Modern historians now consider that these early reports, like the tales of the Kuku Yalanji hunting Chinese for cannibalistic feasting, whatever partial truth they contain, functioned to assuage any guilt European settlers may have felt for their key role in the decimation of northern Queensland Aboriginal communities.[11]

From 1897 to the 1960s, the Kuku Yalanji, like other Australian ethnic groups, faced the Australian government's paternalistic legislation that allowed for members of these ethnic groups to be placed under "protection" by placing them in Aboriginal reserves. Ostensibly, it was to preserve their cultures; in reality this program was an element of the White Australia policy to remove them from the urban and other "white" areas. The Kuku Yalanji began concentrating around the Mossman Reserve around the time of World War II and the people in the Daintree region were forced to the northern bank of the Daintree River. They were further subjected to more expulsions and waves of relocations by the Australian government. The Kuku Yalanji are now concentrated predominantly in Mossman and Wujal Wujal.[12]

Traditional lifestyle[edit]

A short–term–use hut built by Indigenous Australians such as the Kuku Yalanji people.

Survival was dependent on the exploitation of seasonal variation. It is believed that Kuku Yalanji lived in the rainforest region no later than 4,000 years ago.[citation needed] It is known that they had high population density, and lived in semi-permanent gunyahs. Their staples for obtaining carbohydrates were the toxic seeds of Cycas media, which were leached of their poisonous compounds before cooking; two species of yam, with the variety known as bitter yam particularly sought after, supplemented by bitter walnut, candlenuts and Kuranda quandong.[13]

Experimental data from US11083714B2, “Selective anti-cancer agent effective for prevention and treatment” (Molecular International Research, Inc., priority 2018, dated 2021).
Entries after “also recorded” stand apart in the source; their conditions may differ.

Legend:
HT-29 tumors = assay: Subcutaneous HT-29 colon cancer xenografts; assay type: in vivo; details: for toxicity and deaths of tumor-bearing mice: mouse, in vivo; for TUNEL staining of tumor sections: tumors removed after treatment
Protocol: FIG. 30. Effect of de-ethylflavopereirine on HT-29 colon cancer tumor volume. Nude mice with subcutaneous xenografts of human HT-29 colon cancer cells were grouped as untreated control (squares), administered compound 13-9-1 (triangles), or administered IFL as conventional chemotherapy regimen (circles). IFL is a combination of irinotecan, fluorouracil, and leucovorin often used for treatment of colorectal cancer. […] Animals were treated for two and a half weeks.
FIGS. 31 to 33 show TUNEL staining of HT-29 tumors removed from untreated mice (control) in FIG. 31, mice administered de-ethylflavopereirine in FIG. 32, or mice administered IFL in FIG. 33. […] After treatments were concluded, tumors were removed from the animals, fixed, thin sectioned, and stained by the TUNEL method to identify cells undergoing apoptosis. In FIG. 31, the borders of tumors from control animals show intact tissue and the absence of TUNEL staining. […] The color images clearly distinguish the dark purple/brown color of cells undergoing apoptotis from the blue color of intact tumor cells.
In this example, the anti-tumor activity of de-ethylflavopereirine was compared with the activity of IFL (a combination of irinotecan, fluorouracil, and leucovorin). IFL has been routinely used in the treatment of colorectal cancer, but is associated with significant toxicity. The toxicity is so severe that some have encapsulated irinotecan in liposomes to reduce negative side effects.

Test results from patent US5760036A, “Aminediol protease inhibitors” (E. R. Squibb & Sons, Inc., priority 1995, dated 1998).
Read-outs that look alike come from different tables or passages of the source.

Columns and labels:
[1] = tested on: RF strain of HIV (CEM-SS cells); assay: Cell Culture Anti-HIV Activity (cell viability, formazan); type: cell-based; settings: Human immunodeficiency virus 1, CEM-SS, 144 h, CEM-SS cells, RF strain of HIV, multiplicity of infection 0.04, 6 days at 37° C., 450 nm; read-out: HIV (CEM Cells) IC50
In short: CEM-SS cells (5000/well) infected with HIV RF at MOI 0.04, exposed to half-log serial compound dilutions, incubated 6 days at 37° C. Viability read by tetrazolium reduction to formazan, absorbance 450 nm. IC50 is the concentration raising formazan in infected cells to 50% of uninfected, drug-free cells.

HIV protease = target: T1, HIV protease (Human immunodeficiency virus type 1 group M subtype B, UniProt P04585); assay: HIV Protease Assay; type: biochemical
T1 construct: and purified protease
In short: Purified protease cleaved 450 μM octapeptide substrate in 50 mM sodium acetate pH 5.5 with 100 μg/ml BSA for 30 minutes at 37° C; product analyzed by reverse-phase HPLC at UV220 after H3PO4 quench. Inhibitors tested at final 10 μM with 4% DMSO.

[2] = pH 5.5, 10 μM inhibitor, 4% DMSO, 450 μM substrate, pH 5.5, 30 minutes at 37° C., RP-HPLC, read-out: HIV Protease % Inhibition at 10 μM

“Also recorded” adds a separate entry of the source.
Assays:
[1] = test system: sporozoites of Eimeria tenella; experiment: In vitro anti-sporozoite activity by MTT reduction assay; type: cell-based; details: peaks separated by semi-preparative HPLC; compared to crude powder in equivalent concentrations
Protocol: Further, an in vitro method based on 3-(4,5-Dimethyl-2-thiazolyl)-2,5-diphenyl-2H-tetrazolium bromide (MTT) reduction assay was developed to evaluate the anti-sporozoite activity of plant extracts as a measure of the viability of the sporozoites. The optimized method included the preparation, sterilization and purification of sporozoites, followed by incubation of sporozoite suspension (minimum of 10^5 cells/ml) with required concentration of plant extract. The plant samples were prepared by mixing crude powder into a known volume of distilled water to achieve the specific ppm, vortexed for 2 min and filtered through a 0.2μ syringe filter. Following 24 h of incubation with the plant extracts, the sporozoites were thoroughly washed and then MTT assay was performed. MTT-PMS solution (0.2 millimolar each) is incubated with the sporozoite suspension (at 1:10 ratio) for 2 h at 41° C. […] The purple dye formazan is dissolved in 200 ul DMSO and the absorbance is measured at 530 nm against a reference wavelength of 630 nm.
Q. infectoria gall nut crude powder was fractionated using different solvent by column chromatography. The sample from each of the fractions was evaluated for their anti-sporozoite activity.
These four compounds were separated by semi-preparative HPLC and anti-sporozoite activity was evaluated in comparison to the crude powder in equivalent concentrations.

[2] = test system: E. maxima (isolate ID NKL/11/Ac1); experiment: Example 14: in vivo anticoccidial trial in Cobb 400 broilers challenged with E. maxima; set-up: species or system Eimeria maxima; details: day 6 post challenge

They classified the annual climatic cycle into five seasons.[14]

Early reports often wrote that the Kuku Yalanji were devoted to cannibalism, targeting in particular Chinese immigrants, whom they called kubara[a] or miran bilin (tight eyes). It is not infrequent to encounter early accounts of the eating of parts of the dead, which however was a restricted practice related to ritual mortuary customs. The vivid narrations of their killing their own women and children for eating to allay their hunger or of "feasting" on Chinese like "manna from heaven" in popular works like that of Hector Holthouse,[15][16] are now considered wild exaggerations, since the actual evidence is skimpy. Christopher Anderson, who transcribed one account by an elderly fully initiated Kuku Yalanji man glosses the story by suggesting that:-

Apart from the probably rare actual incidents human flesh consumption, the strong European belief in Aboriginal cannibalism in this area arose and persists today, I would argue, as an ideological mechanism: it states and reinforces the belief that Aborigines were less human or at the very least were "uncivilized" if they ate other humans. This then justified their removal from the land and their extermination.[17]